List of ‘dirty’ Los Angeles sheriff’s deputies to remain secret

List of ‘dirty’ Los Angeles sheriff’s deputies to remain secret
The names of Los Angeles County Sheriff’s deputies who’ve lied, stolen, used excessive force or falsified reports cannot be handed over to prosecutors, even in pending criminal cases, a California appeals court ruled.

The decision was made by the state’s 2nd District Court of Appeals on Tuesday.

“Notifying an outside agency, even a prosecutor’s office, that a deputy has an administratively founded allegation of misconduct involving moral turpitude cannot be characterized as anything other than disclosing information obtained from the peace officer’s personnel file,” Appellate Judge Douglas Sortino wrote in the 65-page opinion.

Judge Tricia Bigelow concurred in the decision.

The ruling is the latest round in a fight over a secret list of 300 Los Angeles County Sheriff’s deputies with histories of misconduct.

“It’s a victory for cops everywhere,” Elizabeth Gibbons, an attorney for the Association of Los Angeles Deputy Sheriffs (ALADS), the union that represents rank-and-file deputies, told the Los Angeles Times.

The targeted group represents about 3 percent of the department’s roughly 9,100 deputies.

Judge Elizabeth Grimes wrote she concurred with the majority opinion, with one significant exception.

“I cannot accept the majority’s principal conclusion: that when the personnel records of a peace officer, who is a potential witness in a pending criminal prosecution, contain sustained allegations of misconduct, the Los Angeles County Sheriff’s Department cannot disclose that fact to the prosecutor,” wrote Grimes, according to Courthouse News.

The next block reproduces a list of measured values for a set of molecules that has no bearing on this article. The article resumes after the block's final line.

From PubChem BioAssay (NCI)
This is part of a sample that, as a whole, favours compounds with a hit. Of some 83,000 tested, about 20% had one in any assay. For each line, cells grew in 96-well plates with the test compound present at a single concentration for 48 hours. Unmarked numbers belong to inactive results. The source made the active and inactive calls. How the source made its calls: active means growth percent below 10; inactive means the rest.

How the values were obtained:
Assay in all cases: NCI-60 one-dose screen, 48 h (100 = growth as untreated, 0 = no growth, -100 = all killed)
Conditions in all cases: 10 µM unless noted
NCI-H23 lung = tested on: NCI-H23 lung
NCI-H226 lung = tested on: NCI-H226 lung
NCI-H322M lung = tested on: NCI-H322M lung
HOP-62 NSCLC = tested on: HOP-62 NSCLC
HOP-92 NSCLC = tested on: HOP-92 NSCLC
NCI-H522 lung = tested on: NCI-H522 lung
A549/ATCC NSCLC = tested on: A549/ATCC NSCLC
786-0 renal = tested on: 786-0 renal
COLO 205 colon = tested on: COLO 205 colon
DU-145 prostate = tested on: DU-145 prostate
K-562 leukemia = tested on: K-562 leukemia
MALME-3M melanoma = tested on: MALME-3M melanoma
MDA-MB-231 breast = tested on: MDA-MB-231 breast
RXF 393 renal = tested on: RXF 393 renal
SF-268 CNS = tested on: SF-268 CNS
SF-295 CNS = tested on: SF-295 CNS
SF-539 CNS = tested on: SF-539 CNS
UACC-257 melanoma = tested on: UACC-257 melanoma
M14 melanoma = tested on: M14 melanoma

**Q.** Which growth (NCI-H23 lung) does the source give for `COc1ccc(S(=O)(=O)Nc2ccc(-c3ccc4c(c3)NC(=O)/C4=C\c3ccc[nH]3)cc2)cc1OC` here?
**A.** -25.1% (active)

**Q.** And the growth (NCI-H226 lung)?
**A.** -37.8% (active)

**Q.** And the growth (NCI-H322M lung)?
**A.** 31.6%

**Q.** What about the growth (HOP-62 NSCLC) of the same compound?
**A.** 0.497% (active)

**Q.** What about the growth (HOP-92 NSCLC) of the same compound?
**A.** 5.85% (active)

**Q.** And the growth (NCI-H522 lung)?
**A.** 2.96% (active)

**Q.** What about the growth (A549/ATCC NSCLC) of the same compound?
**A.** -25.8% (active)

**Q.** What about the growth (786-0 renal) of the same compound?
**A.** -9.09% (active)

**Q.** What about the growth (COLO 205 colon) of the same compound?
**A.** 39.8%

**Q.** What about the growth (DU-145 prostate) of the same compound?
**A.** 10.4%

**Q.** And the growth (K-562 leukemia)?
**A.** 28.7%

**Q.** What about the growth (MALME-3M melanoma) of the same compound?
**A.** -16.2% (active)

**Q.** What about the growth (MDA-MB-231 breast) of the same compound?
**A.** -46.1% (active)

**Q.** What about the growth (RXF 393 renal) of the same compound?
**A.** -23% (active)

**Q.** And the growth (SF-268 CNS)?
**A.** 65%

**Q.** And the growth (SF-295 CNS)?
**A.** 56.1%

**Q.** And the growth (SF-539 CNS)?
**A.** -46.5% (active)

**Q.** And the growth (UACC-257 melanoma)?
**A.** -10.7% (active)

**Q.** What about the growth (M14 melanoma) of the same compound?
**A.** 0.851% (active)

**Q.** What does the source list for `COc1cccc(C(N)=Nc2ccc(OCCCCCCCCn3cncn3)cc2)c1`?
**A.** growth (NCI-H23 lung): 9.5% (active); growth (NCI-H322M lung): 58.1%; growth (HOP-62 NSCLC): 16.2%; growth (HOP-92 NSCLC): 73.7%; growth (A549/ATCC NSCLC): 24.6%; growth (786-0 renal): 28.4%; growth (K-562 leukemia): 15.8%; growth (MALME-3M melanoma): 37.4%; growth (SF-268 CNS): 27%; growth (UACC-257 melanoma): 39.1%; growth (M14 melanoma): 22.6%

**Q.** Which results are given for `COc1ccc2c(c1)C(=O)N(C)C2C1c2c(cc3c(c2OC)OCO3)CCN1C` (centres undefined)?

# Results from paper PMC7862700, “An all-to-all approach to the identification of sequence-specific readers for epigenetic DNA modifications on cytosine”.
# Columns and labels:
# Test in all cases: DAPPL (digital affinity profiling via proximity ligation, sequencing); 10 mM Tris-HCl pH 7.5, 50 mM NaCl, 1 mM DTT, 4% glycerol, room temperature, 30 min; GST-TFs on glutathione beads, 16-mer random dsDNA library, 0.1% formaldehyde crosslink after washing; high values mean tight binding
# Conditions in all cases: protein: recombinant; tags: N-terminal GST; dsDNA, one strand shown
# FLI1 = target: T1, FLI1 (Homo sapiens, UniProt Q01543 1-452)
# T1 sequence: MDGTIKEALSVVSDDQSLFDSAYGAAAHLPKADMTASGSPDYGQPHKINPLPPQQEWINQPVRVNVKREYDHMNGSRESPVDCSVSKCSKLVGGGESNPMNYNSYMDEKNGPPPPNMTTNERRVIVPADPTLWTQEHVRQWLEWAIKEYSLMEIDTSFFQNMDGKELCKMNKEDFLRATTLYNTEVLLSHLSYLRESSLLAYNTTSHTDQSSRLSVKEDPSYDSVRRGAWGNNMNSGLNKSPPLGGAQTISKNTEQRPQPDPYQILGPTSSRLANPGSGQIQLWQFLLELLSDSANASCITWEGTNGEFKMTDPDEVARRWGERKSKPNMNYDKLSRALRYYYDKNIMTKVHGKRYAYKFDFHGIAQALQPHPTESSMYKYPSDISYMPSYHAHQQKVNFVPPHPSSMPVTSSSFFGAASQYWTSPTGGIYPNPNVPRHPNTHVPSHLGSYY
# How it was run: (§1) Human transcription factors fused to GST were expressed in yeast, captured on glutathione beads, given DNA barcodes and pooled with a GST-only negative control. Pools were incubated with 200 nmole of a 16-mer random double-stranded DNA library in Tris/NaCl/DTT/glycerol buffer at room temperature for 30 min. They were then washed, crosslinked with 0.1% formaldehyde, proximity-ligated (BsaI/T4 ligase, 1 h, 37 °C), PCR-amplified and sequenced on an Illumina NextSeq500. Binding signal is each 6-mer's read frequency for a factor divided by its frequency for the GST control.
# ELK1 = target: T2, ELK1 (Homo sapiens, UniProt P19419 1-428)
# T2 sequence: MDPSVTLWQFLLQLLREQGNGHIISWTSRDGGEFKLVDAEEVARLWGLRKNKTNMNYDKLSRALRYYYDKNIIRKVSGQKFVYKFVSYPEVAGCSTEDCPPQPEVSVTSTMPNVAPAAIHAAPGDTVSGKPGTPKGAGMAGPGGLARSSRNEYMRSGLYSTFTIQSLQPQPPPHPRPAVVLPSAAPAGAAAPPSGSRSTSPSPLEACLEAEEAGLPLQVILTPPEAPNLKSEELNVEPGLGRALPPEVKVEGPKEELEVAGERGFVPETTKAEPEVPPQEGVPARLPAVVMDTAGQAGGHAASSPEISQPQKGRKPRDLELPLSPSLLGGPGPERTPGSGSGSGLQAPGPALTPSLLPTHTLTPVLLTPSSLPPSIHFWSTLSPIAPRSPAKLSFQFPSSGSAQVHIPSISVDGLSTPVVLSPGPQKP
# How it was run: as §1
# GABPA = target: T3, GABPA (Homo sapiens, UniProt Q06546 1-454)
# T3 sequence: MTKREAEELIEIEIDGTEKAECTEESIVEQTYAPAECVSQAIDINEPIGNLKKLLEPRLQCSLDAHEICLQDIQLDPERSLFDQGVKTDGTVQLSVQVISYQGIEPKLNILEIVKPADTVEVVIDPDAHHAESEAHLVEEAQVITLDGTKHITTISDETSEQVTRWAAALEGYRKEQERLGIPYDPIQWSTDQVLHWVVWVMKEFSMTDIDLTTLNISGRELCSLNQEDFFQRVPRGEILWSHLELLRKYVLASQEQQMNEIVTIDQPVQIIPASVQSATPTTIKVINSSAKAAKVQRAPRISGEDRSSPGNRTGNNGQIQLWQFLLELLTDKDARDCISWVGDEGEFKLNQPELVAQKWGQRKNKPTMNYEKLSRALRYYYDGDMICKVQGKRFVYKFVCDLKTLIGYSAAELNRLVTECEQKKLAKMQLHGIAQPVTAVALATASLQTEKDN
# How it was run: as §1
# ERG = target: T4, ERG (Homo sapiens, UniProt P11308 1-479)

California has some of the strictest protections for law enforcement officer records in the country. Discipline hearings, personnel files and even the names of officers accused in internal affairs investigations are secret.

In November, the deputies’ union sued the department over Sheriff Jim McDonnell’s attempt to disclose the list to the district attorney’s office.

McDonnell’s efforts were to provide a heads-up on those deputies that could potentially be vulnerable to credibility attacks if they were called to testify.
Attorneys for the union argued revealing the names to prosecutors, even in pending cases, would violate state peace officer confidentiality laws and draw unfair scrutiny of deputies whose mistakes might have happened a long time ago.

A Superior Court judge agreed in January but said the department could turn over the names of problem deputies when there’s a pending criminal case in which an officer might testify.

In February, a two-judge appellate panel granted the union’s request to put a temporary hold on the transmission of names.

A trial court in Los Angeles sided with the union and issued an injunction barring disclosure of the names, except for deputies who might be called to testify in criminal proceedings.

Advocates for police transparency slammed Tuesday’s decision.

“There should not be greater concern for protecting officers with histories of lying, domestic abuse, evidence tampering and other immoral conduct from public scrutiny than for ensuring that individuals accused of crimes receive a fair trial,” said Melanie Ochoa, staff attorney for the American Civil Liberties Union of Southern California.

The ACLU, along with other advocacy groups, filed a friend-of-the-court brief in March, asking the court to reject the union’s request.

Under the 1962 US Supreme Court ruling in Brady v. Maryland, prosecutors are obligated to alert defendants to any evidence that could aid the defense. That evidence includes information that could undermine an officer’s credibility. Not doing so could result in wrongful convictions.